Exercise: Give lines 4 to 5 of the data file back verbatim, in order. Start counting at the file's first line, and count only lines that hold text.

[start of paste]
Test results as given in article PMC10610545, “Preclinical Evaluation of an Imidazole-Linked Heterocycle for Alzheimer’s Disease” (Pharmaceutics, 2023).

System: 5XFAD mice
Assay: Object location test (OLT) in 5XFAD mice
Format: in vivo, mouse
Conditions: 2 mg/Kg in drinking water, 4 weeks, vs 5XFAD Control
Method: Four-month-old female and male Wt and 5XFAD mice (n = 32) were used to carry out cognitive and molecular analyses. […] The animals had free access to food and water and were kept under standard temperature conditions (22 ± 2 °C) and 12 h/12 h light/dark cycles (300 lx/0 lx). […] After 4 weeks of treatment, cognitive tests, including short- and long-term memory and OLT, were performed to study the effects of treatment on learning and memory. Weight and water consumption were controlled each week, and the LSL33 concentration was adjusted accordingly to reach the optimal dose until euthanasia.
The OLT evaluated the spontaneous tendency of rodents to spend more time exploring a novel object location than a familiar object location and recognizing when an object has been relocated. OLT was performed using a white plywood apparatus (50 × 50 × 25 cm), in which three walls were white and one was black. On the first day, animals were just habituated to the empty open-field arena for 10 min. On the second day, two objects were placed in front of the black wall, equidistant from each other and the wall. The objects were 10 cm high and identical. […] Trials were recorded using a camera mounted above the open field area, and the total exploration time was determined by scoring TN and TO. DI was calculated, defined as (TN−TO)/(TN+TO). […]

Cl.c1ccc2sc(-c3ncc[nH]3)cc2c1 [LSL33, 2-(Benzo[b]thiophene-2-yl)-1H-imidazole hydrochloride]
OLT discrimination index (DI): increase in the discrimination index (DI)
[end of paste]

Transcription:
Format: in vivo, mouse
Conditions: 2 mg/Kg in drinking water, 4 weeks, vs 5XFAD Control